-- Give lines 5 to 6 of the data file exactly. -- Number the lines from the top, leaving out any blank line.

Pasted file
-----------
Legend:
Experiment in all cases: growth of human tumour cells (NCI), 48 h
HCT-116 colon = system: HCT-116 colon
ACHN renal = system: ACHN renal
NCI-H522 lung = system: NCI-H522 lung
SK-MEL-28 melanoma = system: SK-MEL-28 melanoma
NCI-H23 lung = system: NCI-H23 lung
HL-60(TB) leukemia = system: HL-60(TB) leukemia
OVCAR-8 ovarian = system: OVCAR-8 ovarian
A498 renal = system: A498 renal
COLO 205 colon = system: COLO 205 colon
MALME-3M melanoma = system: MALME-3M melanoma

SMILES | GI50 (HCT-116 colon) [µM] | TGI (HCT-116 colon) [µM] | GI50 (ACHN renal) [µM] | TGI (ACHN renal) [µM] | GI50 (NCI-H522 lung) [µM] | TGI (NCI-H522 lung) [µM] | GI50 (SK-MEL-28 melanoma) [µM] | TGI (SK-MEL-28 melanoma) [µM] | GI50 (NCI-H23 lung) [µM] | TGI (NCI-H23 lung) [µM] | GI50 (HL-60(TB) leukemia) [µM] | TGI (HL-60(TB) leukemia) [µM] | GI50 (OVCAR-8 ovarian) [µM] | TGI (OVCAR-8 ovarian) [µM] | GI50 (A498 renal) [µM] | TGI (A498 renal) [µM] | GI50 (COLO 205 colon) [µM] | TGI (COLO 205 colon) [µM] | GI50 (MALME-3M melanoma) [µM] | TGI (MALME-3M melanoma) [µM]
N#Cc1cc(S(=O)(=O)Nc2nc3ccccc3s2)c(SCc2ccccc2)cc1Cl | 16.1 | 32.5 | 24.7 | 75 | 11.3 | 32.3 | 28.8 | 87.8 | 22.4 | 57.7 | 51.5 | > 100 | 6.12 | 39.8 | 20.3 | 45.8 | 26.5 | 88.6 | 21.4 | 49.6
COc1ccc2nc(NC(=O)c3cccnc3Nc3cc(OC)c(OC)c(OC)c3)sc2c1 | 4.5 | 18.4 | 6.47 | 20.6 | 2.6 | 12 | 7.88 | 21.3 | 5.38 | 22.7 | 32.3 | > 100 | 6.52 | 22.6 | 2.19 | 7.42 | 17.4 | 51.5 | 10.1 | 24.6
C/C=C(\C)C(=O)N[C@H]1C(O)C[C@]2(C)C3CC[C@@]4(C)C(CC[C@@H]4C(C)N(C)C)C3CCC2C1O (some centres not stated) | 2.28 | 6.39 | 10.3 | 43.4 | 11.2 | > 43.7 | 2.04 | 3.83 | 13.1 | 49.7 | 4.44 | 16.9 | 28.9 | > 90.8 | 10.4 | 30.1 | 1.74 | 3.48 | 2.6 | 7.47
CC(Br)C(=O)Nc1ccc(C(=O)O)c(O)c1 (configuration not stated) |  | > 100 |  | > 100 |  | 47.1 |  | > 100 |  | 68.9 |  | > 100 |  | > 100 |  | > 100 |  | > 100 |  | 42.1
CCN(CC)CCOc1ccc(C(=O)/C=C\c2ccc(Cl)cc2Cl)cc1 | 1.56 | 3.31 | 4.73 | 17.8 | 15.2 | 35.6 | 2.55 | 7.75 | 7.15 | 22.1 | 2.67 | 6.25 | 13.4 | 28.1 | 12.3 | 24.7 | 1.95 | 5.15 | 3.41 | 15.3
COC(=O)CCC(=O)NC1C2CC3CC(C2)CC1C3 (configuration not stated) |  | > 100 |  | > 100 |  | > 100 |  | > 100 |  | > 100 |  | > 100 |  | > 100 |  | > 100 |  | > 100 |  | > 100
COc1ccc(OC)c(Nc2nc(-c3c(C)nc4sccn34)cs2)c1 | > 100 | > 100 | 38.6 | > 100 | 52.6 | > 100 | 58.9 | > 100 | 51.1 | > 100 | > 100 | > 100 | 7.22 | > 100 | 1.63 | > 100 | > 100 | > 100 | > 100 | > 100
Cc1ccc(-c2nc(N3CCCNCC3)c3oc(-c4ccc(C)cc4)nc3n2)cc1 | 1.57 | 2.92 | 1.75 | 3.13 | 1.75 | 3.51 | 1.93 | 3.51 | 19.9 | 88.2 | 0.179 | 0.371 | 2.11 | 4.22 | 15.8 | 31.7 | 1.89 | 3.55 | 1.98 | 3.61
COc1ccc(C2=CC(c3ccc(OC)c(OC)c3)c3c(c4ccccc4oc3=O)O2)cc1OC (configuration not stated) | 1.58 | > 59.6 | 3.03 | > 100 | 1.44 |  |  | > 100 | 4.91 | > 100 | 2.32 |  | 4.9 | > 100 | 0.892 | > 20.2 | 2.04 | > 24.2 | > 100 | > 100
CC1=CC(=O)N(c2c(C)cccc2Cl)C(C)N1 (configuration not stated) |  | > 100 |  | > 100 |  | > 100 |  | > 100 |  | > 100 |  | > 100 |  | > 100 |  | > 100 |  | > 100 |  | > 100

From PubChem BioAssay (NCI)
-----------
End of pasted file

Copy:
NCI-H522 lung = system: NCI-H522 lung
SK-MEL-28 melanoma = system: SK-MEL-28 melanoma